Thursday, November 13, 2008

Muscovy Ducks


At the APA National in Ventura in October, I purchased two National Geographic classics: January 1926, featuring Man's Feathered Friends of Longest Standing and Pigeons of Resplendent Plumage and March 1930, with Fowls of Forest and Stream Tamed by Man and Fowls of Field, Park and Farmyard.
Hashime Murayama painted 12 pigeon scenes for the 1926 issue and 16 ducks, turkeys and others for the 1930 issue. This painting of Muscovy Ducks is one of them.
Most domestic ducks are related to Mallards, but the Muscovy is a separate breed entirely. Muscovies are native to Central and South America and Mexico, where they were first domesticated. They remain wild in their native habitat. Several different strains, some with more wild characteristics, are available, so make sure you know what you are acquiring. In the wild, they roost in trees.

They take to domestication well, as they have since before contact with Europe. Columbus may have introduced them to Europe along with the turkey, or Spanish explorers may have brought them from South America to Africa in the 16th century. From there, they traveled along trade routes to Europe. They were exhibited at the first American poultry show in 1849 and included in the first APA Standard of Excellence in 1874.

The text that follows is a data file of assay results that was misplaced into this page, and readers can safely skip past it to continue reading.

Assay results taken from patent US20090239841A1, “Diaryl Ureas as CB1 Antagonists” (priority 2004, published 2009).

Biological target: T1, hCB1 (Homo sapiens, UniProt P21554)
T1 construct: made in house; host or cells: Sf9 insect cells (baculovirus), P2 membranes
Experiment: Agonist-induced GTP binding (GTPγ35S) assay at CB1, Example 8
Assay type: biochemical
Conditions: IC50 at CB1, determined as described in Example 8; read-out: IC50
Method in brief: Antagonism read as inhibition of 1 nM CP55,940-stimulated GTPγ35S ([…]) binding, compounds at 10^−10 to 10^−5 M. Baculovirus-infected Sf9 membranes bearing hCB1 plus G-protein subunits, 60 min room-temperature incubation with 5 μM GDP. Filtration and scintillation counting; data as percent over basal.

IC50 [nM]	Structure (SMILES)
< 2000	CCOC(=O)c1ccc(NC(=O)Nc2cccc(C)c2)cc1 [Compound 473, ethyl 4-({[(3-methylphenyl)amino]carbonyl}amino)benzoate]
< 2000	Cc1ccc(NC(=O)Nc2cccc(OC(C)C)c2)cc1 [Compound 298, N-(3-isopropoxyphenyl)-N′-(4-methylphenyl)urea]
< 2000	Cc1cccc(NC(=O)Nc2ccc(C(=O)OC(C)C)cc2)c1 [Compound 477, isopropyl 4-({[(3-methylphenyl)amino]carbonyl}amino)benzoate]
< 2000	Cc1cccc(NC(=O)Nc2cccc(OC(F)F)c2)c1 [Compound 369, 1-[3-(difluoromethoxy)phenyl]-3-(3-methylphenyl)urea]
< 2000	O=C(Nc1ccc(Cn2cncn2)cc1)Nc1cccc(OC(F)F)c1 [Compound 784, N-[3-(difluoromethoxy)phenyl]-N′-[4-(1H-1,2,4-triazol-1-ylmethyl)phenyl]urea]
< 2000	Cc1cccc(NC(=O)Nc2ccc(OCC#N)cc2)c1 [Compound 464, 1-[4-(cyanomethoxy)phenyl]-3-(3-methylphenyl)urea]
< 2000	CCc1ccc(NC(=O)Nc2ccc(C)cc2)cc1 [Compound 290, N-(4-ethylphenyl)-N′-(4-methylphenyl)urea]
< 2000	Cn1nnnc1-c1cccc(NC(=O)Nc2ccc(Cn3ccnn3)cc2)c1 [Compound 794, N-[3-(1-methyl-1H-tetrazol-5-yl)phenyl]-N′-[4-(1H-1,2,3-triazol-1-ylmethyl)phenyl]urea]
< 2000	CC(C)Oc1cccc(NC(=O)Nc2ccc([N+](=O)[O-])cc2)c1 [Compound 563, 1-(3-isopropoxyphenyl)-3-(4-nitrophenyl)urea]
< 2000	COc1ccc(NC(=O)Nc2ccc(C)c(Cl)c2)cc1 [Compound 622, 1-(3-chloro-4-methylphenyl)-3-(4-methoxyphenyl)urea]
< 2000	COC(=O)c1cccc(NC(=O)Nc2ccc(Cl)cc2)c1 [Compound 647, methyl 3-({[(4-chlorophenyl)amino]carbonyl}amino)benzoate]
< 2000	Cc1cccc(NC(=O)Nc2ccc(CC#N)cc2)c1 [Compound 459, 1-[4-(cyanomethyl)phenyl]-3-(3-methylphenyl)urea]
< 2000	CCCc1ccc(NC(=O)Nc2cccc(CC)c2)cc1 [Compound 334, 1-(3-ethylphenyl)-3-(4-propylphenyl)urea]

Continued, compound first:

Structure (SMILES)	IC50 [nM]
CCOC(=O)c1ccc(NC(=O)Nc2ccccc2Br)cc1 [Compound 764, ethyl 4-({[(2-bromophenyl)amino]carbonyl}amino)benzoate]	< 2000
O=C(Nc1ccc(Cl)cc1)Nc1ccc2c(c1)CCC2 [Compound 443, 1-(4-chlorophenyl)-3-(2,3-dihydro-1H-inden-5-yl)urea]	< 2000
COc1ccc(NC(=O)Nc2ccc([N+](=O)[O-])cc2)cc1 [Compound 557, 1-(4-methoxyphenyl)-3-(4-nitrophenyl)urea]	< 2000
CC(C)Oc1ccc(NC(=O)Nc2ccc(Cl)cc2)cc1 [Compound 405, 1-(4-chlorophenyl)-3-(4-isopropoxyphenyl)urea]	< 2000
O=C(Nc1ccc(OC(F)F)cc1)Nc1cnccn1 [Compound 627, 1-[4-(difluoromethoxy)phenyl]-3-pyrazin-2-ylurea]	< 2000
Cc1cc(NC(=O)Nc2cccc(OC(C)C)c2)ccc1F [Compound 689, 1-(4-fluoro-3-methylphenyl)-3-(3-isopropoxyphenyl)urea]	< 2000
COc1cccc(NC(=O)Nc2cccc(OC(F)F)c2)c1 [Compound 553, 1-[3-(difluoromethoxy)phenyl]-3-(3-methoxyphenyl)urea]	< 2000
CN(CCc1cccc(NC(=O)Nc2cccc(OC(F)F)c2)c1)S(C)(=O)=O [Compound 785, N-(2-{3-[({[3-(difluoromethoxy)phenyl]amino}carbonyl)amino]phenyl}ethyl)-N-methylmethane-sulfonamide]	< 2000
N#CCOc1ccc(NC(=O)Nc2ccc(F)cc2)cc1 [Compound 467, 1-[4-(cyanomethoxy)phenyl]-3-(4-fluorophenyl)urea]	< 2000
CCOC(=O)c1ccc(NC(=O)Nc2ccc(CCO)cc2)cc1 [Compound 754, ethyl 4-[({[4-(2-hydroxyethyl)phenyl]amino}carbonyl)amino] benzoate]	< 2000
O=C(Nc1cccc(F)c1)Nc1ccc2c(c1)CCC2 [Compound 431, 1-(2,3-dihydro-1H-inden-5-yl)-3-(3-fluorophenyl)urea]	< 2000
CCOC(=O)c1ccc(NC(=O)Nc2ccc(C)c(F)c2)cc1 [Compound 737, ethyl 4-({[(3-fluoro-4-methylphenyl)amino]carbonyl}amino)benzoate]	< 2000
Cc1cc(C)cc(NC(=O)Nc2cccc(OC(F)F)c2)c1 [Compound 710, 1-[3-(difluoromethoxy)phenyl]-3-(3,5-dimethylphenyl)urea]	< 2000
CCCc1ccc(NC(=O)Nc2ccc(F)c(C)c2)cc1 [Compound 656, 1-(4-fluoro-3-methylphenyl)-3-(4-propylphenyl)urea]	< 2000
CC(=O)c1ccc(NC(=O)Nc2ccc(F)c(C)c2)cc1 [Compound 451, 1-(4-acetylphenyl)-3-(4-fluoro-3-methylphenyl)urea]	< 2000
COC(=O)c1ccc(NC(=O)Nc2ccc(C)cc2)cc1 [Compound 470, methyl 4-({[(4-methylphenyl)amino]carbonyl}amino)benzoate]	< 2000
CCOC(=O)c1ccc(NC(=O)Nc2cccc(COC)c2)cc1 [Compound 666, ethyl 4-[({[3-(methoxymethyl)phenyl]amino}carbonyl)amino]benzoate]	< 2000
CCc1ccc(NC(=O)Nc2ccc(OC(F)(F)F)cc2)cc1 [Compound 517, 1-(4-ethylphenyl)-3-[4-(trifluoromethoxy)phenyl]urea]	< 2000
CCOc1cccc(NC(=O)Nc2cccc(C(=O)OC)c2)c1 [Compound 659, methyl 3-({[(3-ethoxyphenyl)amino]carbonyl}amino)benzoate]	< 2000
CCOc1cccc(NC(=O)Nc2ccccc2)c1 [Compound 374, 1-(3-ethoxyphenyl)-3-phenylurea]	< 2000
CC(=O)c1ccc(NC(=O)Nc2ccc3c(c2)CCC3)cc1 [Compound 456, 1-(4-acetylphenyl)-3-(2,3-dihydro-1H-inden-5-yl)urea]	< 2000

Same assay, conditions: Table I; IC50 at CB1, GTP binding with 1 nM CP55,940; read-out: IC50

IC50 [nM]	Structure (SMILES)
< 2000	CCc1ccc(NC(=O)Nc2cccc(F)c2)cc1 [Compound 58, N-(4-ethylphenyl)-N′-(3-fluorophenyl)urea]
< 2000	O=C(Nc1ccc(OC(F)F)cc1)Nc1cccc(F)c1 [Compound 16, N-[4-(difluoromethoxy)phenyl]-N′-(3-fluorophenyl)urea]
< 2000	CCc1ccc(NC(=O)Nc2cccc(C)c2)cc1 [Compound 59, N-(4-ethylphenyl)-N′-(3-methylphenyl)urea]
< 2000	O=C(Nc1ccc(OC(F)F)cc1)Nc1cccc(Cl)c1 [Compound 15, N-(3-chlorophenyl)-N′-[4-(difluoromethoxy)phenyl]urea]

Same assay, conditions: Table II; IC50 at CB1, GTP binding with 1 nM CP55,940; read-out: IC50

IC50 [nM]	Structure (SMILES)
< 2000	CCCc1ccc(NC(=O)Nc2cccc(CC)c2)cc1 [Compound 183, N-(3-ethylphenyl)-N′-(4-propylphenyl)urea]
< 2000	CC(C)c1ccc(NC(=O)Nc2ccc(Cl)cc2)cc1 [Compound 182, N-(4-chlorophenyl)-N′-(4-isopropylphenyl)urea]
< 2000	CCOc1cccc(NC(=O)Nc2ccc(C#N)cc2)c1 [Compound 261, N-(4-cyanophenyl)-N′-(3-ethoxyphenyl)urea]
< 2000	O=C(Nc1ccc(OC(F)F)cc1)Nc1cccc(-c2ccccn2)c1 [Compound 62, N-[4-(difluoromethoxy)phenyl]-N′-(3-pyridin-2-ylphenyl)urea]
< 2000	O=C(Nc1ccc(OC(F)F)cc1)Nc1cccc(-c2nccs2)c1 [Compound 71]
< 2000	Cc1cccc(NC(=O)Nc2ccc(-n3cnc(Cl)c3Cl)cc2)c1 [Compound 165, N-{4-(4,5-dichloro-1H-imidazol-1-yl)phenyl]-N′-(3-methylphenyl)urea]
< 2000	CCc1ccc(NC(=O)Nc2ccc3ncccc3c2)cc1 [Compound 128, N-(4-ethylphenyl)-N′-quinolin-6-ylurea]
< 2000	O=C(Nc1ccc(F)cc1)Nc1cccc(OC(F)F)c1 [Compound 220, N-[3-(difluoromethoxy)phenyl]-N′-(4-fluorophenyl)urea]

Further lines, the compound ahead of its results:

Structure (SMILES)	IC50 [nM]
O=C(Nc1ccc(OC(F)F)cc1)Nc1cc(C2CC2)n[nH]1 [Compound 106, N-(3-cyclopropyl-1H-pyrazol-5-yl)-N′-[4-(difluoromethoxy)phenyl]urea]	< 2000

They are excellent natural layers, the hens often laying as many as 20 eggs in a clutch and raising two clutches in a season. They are good mothers and often used to incubate eggs of other birds.

Many commercial operations raise Muscovies for the table. They grow quickly to market size, but overfeeding them to increase growth can cause leg and reproduction problems.

The caruncles, the warty growths on the head, are unique to Muscovies and an important show point. For exhibition, the caruncles should be equally distributed on both sides of the head, not so extreme that it interferes with the crest feathers on top of the head and not interfere with the bird’s vision.

They are personable and self-reliant, although some are inclined to fight and may be aggressive. Many small flock owners warm to their sociable personalities. Females may be inclined to fly, although males may be too heavy. Clipping primaries may be necessary, although they are faithful to a good home. They are the quietest duck. Muscovies retain the strengths of their wild past in domestic life.

2 comments:

Amy - "Twelve Acres" said...

Caruncles--so that's what those growths are called!

PoultryBookstore said...

There's a name for everything!